I Keep Having This Dream
By Fireflame Games
This app is only available on the App Store for iOS devices.
"There are times during the game where it feels truly great"
- Touch Arcade
"It's an entertaining, thoughtfully put together game of cat, mouse, architect, adventurer, and all manner of other roles"
- Pocket Gamer
"It’s challenging, colorful, and built perfectly for a mobile game"
In this innovative puzzle RPG, build a path of tiles to escape each successive cycle of your dreamscape. A cycle gets more dangerous the longer you stay, so plan your route carefully, and make the most of the challenges and opportunities you meet along the way.
Place tiles to boost your attack and defence, defeat enemies to level up your character, and upgrade the right perks to stay safe as your enemies grow stronger. Take a detour off the direct pathway to discover the items that may give you an edge, but watch out for the powerful special enemies that grow more frequent as you near the exit - if left untended, their unique abilities will quickly spell your doom.
- 25+ upgradeable perks augment and focus your strategy
- 150+ items to collect and boost your stats
- 110+ special enemies to encounter and overcome
- 80+ one-off events to choose from for a temporary boost
- 50 achievements to earn
- Unlock more enemies, events and cosmetics over multiple playthroughs
What's New in Version 1.0.3
- Added 50 achievements
ZZZ - or, brilliant boredom
For what it does, this odd game is great: it throws together a slew of symbolic creatures, events and gear, and makes you place an increasingly hostile hand of tiles down to get to an exit.
However, the Nemesis is the ugliest, indiest graphic placeholder asset I've seen for an adversary. At least use a cool shapeshifting monster face that gets increasingly hostile as it levels up, with its level as a small Roman numeral near it. Nobody past Sesame Street age gives a crap about being chased by the number 3. Well, some slow Electric Company types, but you'll always have those.
I may not have unlocked a problem-solving event after a few hours, but there should also be an increasing base percentage of providing a fitting tile each time you get stuck. Stalling is random to the point of ugly. Maybe it's a neat risk-to-reward mechanic for bending your path backwards, but it really is a showstopper in a game that is so slow to start with. If you're an accountant with a big manga collection, knock yourself out, but if you have to reset three times in three seconds like Angry Birds, move on.
Tactics + strategy + quick resolution = meaningful choices
This game came out of nowhere to become my favorite new addiction.
Your first impression may be th at the game is too easy, or that there's nothing you can do to get farther than your last game. That's not the case! The game rewards the time you spend figuring out its systems and learning how to optimize your progress by making it possible to do better and better. It helps that it's so snappy. Games can take a few hours of you're doing well (but the autosave is perfect for mobile), but compared to other games with interesting min/max systems, there's really very little bloat. I like the idea of fire emblem or xcom where your tactics and upgrade choices make a real difference in outcomes. But in reality they stress me out and lead to save scumming or resignation because it might take ages to realize that I've messed up irreparably.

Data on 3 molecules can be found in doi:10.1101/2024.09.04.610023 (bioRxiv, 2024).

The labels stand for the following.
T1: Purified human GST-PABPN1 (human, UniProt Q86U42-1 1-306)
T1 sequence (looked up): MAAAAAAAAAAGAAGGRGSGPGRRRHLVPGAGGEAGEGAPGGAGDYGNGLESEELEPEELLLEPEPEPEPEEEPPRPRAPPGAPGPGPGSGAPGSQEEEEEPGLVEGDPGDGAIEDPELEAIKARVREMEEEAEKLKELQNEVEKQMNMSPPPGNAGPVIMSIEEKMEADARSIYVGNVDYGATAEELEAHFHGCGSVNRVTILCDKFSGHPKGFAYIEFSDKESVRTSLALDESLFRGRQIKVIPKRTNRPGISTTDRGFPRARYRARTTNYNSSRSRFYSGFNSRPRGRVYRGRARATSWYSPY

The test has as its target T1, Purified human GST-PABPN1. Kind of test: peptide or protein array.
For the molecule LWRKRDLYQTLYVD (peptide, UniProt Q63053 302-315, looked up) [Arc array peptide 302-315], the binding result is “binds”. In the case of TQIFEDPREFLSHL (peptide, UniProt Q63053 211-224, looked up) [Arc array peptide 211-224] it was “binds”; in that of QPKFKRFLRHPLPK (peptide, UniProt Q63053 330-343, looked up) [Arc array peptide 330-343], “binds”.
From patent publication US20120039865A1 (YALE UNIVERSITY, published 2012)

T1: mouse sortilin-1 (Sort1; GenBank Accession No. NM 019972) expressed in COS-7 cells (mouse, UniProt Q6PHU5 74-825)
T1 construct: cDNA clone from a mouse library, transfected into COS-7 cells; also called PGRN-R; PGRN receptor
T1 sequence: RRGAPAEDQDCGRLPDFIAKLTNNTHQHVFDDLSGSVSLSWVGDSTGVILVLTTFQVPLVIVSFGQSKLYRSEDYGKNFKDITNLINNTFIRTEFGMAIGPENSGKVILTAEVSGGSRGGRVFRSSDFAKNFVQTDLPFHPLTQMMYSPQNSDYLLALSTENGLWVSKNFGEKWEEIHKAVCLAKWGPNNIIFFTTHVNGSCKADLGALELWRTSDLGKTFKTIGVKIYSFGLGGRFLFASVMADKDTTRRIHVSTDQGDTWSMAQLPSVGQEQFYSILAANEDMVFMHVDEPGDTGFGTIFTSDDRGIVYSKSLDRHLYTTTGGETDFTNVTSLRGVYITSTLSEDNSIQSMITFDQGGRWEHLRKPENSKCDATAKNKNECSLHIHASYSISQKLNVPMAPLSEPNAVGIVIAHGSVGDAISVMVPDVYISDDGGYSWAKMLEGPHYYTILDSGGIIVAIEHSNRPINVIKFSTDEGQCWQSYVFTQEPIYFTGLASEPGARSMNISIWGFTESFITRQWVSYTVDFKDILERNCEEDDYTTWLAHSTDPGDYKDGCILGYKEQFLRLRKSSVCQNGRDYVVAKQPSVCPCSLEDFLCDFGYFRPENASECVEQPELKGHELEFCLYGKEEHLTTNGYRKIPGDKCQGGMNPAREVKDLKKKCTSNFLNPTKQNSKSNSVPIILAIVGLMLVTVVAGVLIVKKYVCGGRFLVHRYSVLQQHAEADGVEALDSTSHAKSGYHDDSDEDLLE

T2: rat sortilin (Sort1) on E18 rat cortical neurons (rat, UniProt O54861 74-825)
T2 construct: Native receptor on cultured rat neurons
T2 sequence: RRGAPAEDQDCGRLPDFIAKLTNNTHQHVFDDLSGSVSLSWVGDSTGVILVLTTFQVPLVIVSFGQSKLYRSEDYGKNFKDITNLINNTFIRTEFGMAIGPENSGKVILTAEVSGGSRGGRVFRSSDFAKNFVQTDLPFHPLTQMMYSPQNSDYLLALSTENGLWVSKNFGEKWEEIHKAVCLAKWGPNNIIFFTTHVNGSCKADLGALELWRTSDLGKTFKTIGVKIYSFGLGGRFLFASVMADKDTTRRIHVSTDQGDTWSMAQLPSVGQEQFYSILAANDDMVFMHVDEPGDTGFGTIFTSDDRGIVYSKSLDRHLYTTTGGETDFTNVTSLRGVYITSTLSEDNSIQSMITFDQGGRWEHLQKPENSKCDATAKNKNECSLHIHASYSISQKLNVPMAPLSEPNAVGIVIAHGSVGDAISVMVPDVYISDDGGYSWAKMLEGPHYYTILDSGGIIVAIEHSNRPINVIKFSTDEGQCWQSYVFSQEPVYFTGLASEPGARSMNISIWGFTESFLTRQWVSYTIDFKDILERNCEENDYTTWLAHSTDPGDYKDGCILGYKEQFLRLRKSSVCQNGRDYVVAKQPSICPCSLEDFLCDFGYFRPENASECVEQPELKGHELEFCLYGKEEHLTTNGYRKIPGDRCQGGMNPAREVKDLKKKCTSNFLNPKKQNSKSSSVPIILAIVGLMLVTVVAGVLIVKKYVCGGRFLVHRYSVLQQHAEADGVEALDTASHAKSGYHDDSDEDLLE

Fun, clear graphics. The music is good. The unlock scheme is interesting. I like that the game isn't a pseudo roguelike where you can eventually grind your way to excellence with a persistent reward.
I'd love to read some interviews with the developer, he clearly put a lot of thought into creating a fun, balanced system.
Fantastic Game! (with design issues)
IKHTD may be one of the single best games on the App Store. It's simple and intuitive, but with compelling depth that keeps drawing a player back in.
Unfortunately, as other reviewers have pointed out, the game is plagued by terrible balancing issues.
The decision to have attack reduced by 1/3 it's value, and defense by 1/2 it's value on every single "attack" is... We I just don't know. I understand that the game is supposed to be difficult- but this decision was just odd. Defense essentially becomes a throwaway stat because it reduces so quickly. I would suggest reducing both of these ratios to 1/4- this achieves much the same effect. This would lend a consistent viability to both stats that is sorely needed in the game.
Level length is another issue. The distance between start to finish really ought to ramp up at a slower pace. I don't know what the correct answer is here… I suppose I would suggest starting at 20 tiles, and increasing by 20 each additional "world" until capping at 100 at world 5. Lock count can increase from one to four with each world.
Who knows, my ten cents.
- Category: Games
- Updated: Mar 30, 2016
- Version: 1.0.3
- Size: 69.1 MB
- Language: English
- Seller: Alex Kuptsov
- © 2016 Alex Kuptsov
Compatibility: Requires iOS 6.0 or later. Compatible with iPhone, iPad, and iPod touch.